4 min read

Elegant way to send firebase push notifications from Spring Boot.

September 10, 2020

Mobile notifications play a major role in user engagement. With the firebase’s new SDK for java, sending FCM push notification from a java Spring Boot application got a lot easier.

Usually, FCM notifications were done via a rest call to https://fcm.googleapis.com/fcm/send with a JSON request. Even though this method seems simple to connect to Firebase Cloud Messaging(FCM), once you span across iOS and web-push, things can get out of hand pretty soon. For this reason, Firebase SDK comes with predefined methods that can help clear this mess.

Maven dependencies for firebase messaging

To include the Firebase-SDK you need to add the following maven dependency to your project.

        <dependency>
            <groupId>com.google.firebase</groupId>
            <artifactId>firebase-admin</artifactId>
            <version>7.0.0</version>
        </dependency>

Service Account Private Key Generation from FCM

The next thing you have to do is to generate a service-account.json. For this open the Service Accounts in firebase console and click Generate Private Key.

Generate private Key

This will download a file in the form of <firebase-project>-firebase-adminsdk-<hash>.json. Save this file src/java/resources as firebase-service-account.json.

Java configuration for messaging

In our spring boot application, Let’s create an object for FirebaseMessaging and register it as a bean. This bean will be used to send notifications.

@Bean
FirebaseMessaging firebaseMessaging() throws IOException {
    GoogleCredentials googleCredentials = GoogleCredentials
            .fromStream(new ClassPathResource("firebase-service-account.json").getInputStream());
    FirebaseOptions firebaseOptions = FirebaseOptions
            .builder()
            .setCredentials(googleCredentials)
            .build();
    FirebaseApp app = FirebaseApp.initializeApp(firebaseOptions, "my-app");
    return FirebaseMessaging.getInstance(app);
}

Here new ClassPathResource("firebase-service-account.json").getInputStream() is an easier way to create an InputStream for a file that is in classpath. With this we created a FirebaseApp object from which we got our FirebaseMessaging instance.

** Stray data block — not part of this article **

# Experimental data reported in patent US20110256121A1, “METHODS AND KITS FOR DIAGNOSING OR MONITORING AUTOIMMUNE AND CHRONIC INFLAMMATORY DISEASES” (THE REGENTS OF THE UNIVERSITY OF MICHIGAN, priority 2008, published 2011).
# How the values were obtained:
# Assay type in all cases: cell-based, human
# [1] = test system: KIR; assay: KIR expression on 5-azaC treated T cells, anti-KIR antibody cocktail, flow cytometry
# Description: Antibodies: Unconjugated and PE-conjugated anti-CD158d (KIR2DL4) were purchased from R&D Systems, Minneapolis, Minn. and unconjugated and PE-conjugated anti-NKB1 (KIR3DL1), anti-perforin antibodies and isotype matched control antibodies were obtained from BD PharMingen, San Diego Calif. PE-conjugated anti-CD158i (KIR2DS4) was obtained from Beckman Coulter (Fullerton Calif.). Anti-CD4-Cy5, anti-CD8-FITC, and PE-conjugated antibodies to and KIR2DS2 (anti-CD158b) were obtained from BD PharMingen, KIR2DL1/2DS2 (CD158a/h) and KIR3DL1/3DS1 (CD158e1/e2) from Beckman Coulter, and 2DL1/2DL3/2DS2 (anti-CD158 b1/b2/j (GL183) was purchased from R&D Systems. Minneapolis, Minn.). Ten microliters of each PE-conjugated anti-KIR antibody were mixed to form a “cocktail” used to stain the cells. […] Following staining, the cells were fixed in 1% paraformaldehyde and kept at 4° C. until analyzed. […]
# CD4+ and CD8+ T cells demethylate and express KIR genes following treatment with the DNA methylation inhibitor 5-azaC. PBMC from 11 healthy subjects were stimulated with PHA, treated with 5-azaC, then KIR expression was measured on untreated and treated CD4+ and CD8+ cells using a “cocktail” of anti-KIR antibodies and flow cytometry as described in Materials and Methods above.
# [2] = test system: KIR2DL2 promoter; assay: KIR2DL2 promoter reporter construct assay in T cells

I wrote a simple FirebaseMessagingService by using the bean that we just created. In a very basic use case, the class would look like this.

@Service
public class FirebaseMessagingService {

    private final FirebaseMessaging firebaseMessaging;

    public FirebaseMessagingService(FirebaseMessaging firebaseMessaging) {
        this.firebaseMessaging = firebaseMessaging;
    }


    public String sendNotification(Note note, String token) throws FirebaseMessagingException {

        Notification notification = Notification
                .builder()
                .setTitle(note.getSubject())
                .setBody(note.getContent())
                .build();

        Message message = Message
                .builder()
                .setToken(token)
                .setNotification(notification)
                .putAllData(note.getData())
                .build();

        return firebaseMessaging.send(message);
    }

}

How it works?

Here, The Notification object captures what Title and Body to show on the mobile notification.

The Messageobject has multiple builder methods to deal with various scenarios.

  • You can send a message to a specific recipient by using setToken(String) or you can send it to anyone who is subscribed to a topic by using setTopic(String)
  • You can pass additional data to the mobile applications using putData(String, String) or putAllData(Map<String, String>).
  • You can customize options specific to Android, iOS and web clients using the below builder methods respectively.

    • setAndroidConfig()
    • setApnsConfig()
    • setWebpushConfig()
  • Each of these methods is backed by a Builder specific to their type.

Once you have created a message object with appropriate values, then you can call firebaseMessaging.send(Message) to submit the request. The method will return a String which represents the message ID that was sent during the API call. There is no need to store this value. Note that there can be a FirebaseMessagingException if there is an error while processing the message while sending. So make sure you handle it.

Let’s write a simple test API call.

@Data
public class Note {
    private String subject;
    private String content;
    private Map<String, String> data;
    private String image;
}

/*******************************/

@RequestMapping("/send-notification")
@ResponseBody
public String sendNotification(@RequestBody Note note,
                               @RequestParam String token) throws FirebaseMessagingException {
    return firebaseService.sendNotification(note, token);
}

Verifying push notification

A simple curl command with a sample post date yields the following result.

$ curl -X POST "http://localhost:8080/send-notification?topic=gold" \
  -H "Content-Type: application/json" \
  -d '{
    "subject": "some subject",
    "content": "Some long content",
    "image": "https://somedomain.com/example.jpg",
    "data": {
      "key1": "Value 1",
      "key2": "Value 2",
      "key3": "Value 3",
      "key4": "Value 4"
    }
  }'

HTTP/1.1 200 
Content-Type: text/plain;charset=UTF-8
Content-Length: 53
Date: Thu, 10 Sep 2020 14:21:50 GMT
Keep-Alive: timeout=60
Connection: keep-alive

projects/spring-demo/messages/2282285117414704507

Notice how the response is projects/spring-demo/messages/2282285117414704507 which is the message ID of the fired message to FCM. This message can be used to debug the mobile client code.

Note that in the GitHub example, You will have to replace the firebase-service-account.json downloaded from your FCM project.